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For Students of Carlow University, Saint Vincent College and Ursuline College

Through a grant from the CIC and the Andrew W. Mellon Foundation, students at Carlow University, Saint Vincent College, and Ursuline College have the opportunity to take new and innovative online humanities course from any one of the partner schools.

The cost of each course is included in your regular tuition at your home institution (except for the travel course offered in Summer 2019, which will be paid directly to Saint Vincent College).

The goal of this partnership is to expand the opportunity for students to take innovative humanities courses which have an applied, public dimension. 



Participation requirements:

Students need to be in a full-time status (12 credits or more) at Carlow University, Saint Vincent College, or Ursuline College in order to be eligible to register for the course offerings at other schools.

Registration information:

To register for one of these courses, please submit this form to the registrar's office at your institution.



Upcoming Courses:


Spring 2020

HI 200 Digital Humanities

Instructor: Lauren M. Churilla, Saint Vincent College

Digital humanities encompasses a wide variety of computationally-assisted historical scholarship methods, tools, and publications. This course will introduce the rapidly evolving field of digital humanities with a focus on digital history. Students will learn how to use and critique digital methods; assess and employ digital tools; evaluate the merits and pitfalls of digitally publishing various forms of scholarship; and generally navigate this digital research environment. They will learn how to develop sound research questions that can be answered with DH methodologies and tools; they will create DH projects using the tools taught in the courses.


HS 246 Visions of the Future: Utopias, Dystopias, and Science Fiction 

Instructor: Csaba Toth, Carlow University

Utopia is fantasy – we fancy a world without injustice, environmental destruction, hunger, genocide and war. We imagine the Good Society, one we all would like to inhabit. Utopian visions assume that there is nothing in humans, nature, or society that should as a rule prevent the realization of an enduring state of affluence, social harmony and individual happiness. To the contrary, pessimistic views of the present and the future take the form of dystopia – dystopias depict or foretell a world of nightmares, a world without hope. There are others who feel that we already live in a science-fictionalized society controlled by codes, computers, and cyborgs. This class will use classic and recent texts that embody utopia or dystopia or science fiction, sometimes all three in one stroke. Major assignment for the course expects students to create their own utopia, to turn their fantasy of an ideal world into reality.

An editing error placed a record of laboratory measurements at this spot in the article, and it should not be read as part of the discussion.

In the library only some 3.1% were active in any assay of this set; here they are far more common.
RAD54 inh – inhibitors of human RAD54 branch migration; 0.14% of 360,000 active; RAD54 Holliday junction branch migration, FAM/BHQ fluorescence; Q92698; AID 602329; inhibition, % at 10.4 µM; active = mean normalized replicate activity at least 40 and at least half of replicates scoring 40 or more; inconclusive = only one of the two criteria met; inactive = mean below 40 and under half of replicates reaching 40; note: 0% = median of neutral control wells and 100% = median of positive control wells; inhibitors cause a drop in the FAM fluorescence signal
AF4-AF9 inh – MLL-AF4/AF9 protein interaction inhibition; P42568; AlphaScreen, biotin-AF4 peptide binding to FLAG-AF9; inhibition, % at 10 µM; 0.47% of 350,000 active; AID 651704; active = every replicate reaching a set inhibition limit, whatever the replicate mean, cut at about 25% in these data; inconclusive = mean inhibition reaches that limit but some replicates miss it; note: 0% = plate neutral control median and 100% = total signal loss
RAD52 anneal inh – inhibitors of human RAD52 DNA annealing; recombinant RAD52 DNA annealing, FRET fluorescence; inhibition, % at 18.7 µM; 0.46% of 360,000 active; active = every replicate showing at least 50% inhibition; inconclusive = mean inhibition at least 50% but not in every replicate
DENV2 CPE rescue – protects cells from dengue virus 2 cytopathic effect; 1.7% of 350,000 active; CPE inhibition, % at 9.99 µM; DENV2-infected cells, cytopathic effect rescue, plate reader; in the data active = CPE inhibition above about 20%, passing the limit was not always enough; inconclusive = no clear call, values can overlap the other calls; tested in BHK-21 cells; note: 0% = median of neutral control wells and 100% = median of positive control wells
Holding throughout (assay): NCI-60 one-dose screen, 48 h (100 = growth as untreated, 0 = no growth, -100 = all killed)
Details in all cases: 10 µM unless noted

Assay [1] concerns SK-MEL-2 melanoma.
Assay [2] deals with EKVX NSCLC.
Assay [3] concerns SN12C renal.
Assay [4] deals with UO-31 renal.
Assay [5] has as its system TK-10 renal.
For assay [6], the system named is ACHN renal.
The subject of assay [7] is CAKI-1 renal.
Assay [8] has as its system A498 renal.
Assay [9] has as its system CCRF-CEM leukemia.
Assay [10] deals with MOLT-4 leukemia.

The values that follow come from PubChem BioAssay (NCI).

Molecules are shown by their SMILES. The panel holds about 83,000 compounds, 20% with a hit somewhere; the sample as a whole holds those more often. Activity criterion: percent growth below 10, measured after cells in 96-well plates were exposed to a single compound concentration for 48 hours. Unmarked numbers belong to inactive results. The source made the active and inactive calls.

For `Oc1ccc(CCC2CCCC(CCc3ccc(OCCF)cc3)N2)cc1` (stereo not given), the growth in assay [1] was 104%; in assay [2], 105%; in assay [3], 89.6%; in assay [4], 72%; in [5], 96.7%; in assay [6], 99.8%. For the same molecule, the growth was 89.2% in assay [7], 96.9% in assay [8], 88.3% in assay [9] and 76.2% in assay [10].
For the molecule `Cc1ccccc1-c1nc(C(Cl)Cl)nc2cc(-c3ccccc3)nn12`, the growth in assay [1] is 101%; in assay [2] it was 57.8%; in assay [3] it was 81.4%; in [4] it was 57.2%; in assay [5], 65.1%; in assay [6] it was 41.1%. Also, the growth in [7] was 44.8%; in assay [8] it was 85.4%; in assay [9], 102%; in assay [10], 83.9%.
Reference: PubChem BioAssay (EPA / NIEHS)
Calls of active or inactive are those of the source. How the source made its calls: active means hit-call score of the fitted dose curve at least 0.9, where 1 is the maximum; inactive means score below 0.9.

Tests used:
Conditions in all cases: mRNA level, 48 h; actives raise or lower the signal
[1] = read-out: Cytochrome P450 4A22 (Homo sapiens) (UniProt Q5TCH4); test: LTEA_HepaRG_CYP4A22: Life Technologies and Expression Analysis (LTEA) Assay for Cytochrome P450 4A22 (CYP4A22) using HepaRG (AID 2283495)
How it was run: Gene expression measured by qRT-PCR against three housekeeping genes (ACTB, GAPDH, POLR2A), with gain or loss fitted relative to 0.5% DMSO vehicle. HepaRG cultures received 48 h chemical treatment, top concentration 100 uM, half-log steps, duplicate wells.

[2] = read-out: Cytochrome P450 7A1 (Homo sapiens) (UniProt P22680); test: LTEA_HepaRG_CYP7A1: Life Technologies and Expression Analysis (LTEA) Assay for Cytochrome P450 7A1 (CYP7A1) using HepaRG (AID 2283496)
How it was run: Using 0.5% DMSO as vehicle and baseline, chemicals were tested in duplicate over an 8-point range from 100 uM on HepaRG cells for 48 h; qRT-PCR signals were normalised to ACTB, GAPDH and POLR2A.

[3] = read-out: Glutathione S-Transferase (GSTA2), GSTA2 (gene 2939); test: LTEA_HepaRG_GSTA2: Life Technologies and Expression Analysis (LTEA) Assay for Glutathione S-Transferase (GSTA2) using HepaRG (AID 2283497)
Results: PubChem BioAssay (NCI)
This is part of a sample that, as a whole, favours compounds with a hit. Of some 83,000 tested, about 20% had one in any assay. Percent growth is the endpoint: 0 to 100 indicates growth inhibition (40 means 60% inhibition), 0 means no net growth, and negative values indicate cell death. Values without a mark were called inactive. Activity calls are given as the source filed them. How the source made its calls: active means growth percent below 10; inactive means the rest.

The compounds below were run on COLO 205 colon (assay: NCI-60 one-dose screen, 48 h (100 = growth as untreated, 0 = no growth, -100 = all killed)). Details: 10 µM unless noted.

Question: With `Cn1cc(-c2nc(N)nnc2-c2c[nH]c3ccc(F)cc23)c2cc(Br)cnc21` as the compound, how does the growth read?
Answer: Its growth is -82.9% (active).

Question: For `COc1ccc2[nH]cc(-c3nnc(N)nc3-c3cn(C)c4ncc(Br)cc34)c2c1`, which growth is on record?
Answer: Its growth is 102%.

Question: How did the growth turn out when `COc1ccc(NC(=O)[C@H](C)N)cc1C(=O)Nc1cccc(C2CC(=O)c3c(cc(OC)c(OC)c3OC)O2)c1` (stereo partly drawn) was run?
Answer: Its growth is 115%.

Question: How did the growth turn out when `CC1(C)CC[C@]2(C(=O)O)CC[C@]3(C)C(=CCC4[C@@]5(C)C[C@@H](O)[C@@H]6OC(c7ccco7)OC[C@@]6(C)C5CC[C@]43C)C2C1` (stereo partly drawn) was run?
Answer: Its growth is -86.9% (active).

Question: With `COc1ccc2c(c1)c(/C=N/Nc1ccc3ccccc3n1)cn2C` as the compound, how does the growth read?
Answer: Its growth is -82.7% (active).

HI 209 Making Caribbean History

Instructor: Pamela McVay, Ursuline College

Study, analysis, and interpretation of Caribbean history, culture, and geography from the pre-Columbian to the present--including island and mainland regions--using original sources and scholarly literature. In digital and/or hard copy students will use close and distant reading methods to interpret original sources in manuscripts, print, and the visual and performing arts. Follows the Caribbean Examinations Council's recommendations for secondary education.


HI 296/AN 235 SVC Global Perspectives: History and Culture of Peru

Instructor: Elaine Bennet and Fr. Brian Boosel, Saint Vincent College

Learn about the culture and politics surrounding the legendary Machu Picchu. As we explore Cusco, Machu Picchu, and Peru’s Sacred Valley studying the history and culture of this region, we will examine how historical power structures shape the stories we tell about ancient people. This 3-credit course is structured around a spring break (February 28-March 8) trip to the Cusco region of Peru. Before the trip, students will take part in on-line coursework to prepare to get the most out of our excursions and activities in Peru. After the trip, students will complete projects synthesizing what they have learned. The trip fee is being finalized, but the estimated cost is $3,300, which will include airfare and ground transportation, all activities, breakfast at the hotels, and a few other meals.



Summer 2020


Ecological Theology

Instructor: Linda Maydak, Carlow University



Fall 2020 


Rustbelt Literature: The Fiction of Cleveland Neighborhoods

Instructor: Katharine Trostel, Ursuline College



Past Course Offerings:


Summer 2019


AN 285: Culture and Health in Guatemala

Instructor: Dr. Elaine Bennet, Saint Vincent College



Fall 2019


TH 360 Christianity and American Society

Instructor: Jack Alverson, Carlow University


EL 230 Small Press Publishing

Instructor: Michelle Gil-Montero, Saint Vincent College


RS 485 Religion and US Politics

Instructor: Gina Messina, Ursuline College